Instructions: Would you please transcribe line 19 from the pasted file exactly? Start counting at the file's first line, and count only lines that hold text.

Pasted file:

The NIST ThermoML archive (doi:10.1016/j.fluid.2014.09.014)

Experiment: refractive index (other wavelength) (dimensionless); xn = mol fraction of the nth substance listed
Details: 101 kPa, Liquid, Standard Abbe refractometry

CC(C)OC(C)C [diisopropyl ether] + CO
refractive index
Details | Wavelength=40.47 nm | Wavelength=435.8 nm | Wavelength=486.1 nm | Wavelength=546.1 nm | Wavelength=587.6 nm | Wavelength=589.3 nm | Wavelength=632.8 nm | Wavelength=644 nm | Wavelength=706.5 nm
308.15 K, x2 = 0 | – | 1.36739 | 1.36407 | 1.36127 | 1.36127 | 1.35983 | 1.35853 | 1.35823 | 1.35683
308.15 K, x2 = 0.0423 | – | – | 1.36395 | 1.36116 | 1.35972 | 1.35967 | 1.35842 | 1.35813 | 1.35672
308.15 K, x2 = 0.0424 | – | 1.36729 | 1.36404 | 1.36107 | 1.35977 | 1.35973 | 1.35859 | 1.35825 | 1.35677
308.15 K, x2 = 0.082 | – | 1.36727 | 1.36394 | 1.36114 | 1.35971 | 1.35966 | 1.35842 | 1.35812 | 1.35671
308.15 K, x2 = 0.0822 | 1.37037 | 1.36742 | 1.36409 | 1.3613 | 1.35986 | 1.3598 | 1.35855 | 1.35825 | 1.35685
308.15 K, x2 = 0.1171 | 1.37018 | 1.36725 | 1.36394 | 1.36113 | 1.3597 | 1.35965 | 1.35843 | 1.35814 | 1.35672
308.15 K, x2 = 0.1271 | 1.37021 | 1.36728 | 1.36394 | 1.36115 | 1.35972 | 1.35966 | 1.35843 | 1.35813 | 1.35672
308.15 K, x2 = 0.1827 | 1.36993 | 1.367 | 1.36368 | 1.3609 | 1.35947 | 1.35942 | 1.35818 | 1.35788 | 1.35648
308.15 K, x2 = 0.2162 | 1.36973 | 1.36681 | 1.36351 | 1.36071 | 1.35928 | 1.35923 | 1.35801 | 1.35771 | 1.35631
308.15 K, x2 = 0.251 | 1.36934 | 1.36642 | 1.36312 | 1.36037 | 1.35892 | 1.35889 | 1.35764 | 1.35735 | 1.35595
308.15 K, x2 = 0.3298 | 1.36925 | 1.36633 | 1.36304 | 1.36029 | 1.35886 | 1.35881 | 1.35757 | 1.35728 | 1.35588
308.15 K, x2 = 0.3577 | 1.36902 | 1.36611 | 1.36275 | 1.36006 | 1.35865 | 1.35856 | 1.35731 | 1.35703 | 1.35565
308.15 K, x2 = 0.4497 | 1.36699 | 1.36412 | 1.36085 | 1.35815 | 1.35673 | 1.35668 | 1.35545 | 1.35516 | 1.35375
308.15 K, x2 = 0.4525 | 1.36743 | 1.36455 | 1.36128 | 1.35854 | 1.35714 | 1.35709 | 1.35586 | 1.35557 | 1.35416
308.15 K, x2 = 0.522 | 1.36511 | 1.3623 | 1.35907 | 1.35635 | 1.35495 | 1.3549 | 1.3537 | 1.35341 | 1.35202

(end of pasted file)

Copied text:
308.15 K, x2 = 0.4497 | 1.36699 | 1.36412 | 1.36085 | 1.35815 | 1.35673 | 1.35668 | 1.35545 | 1.35516 | 1.35375